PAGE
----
Local News

N.C. Legislature Disagrees On Accepting $25 Million in Matching Funds

Posted September 29, 1998 7:00 a.m. EDT

— Time is running out for several state-run projects to cash in on millions in federal grants.

If lawmakers can't agree on matching funds by midnight Wednesday, we all could pay the price to make up for the lost money.

There are a lot of people caught in the middle, partly because the government fiscal year kicks in at midnight Wednesday, but mainly because of what is happening at theNorth Carolina General Assembly.

The House and Senate cannot agree on whether or not to take $25 million in matching federal funds. Social Services directors are watching what is happening, because it could very easily hit home.

The debate is in the legislature, but the impact is at home. While the kids in a Durham day care take a nap, their parents train for and look for jobs through the Work First program.

The social services director says that if the Legislature does not take the federal funds, 1,100 Durham County kids will be dropped from the day care program.

"The $25 million that the General Assembly is talking about is money targeted to help hard core people become self-sufficient," explained Social Services Director Dan Hudgins. "Without that money, our job is going to be extremely difficult to help those people find work before their benefits run out. Benefits are now temporary. They are not ongoing."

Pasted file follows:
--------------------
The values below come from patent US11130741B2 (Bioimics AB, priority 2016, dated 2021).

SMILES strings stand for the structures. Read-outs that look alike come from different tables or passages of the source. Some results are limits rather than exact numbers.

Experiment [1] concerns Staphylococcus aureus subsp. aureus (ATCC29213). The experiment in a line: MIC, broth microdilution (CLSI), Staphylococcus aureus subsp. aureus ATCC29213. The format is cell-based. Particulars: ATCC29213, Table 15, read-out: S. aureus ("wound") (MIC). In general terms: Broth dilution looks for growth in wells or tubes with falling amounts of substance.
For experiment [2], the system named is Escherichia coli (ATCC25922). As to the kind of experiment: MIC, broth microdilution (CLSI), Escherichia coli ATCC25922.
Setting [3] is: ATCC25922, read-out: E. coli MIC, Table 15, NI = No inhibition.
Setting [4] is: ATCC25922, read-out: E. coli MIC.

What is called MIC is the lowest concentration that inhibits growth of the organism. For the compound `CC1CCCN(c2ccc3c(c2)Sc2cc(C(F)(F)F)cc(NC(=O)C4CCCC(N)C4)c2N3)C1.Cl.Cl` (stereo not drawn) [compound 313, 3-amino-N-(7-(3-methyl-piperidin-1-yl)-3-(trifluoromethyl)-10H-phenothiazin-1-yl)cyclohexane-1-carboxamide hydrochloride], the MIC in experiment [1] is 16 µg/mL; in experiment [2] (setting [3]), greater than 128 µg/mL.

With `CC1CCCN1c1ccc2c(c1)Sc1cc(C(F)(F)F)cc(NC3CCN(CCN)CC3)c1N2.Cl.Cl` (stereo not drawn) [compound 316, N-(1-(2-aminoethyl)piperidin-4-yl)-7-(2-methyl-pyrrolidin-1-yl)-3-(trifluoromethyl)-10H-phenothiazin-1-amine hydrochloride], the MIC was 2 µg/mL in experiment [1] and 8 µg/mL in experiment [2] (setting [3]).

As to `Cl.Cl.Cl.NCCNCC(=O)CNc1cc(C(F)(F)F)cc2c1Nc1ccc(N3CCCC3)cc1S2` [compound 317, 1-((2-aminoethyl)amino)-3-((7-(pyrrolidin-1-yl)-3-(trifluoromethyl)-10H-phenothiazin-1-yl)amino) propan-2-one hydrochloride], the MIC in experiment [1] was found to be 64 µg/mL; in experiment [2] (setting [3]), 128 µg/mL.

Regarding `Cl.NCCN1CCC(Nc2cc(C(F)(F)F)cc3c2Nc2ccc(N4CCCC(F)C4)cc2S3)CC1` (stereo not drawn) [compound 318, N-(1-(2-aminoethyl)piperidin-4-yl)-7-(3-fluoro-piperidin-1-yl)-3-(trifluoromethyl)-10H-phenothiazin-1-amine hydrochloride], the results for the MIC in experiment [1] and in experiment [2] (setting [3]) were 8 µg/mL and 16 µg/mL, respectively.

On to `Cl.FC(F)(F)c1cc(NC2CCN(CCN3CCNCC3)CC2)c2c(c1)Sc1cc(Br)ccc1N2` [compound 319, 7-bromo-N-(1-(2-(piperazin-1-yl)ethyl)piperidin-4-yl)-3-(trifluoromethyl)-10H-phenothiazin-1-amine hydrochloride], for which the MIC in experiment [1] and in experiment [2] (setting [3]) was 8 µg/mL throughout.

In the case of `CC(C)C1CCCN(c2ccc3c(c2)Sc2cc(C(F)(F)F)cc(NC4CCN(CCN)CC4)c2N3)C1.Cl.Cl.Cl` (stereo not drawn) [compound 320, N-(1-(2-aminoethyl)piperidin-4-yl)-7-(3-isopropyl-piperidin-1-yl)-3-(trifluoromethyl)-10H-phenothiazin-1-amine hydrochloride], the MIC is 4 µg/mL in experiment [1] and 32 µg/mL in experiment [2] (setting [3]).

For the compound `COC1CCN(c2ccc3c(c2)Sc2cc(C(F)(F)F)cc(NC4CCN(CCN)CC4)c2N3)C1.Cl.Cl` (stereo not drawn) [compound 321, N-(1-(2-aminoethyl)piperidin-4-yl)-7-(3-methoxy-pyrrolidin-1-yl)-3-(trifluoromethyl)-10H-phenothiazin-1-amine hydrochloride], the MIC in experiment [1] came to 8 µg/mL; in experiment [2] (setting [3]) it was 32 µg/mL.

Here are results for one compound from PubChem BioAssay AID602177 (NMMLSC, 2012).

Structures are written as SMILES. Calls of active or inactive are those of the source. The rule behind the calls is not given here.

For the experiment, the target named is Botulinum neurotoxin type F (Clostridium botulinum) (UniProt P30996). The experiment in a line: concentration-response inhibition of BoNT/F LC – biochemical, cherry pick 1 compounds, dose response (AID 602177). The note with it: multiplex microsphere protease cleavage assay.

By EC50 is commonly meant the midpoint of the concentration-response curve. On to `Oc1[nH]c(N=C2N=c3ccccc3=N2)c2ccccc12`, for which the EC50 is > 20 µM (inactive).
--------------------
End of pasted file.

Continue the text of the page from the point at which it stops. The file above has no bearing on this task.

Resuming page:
The democratically controlled N.C. Senate wants to take the federal money and move on.

"It is incredible to me that we have a disagreement over whether to accept this money, because it meets the goal that all of us want to reach, and that's getting people off the welfare roles," said Nash County Senator Roy Cooper.

Leaders in the Republican-controlled House say they care about kids, but they also care about protecting the taxpayer.

"We ought to be careful with how we spend anybody's tax money, because I know as a taxpayer, I pay money both to the federal government and to the state government," said Johnston County Representative Leo Daughtry. "We're being careful, and we are negotiating."

Those negotiations picked up at 7 p.m. Wednesday. They have until midnight. Social Services directors say this could eventually impact everyone, because of a trickle-down effect.

If Workfare programs lose money, more people stay on the welfare rolls, and eventually everyone pays more.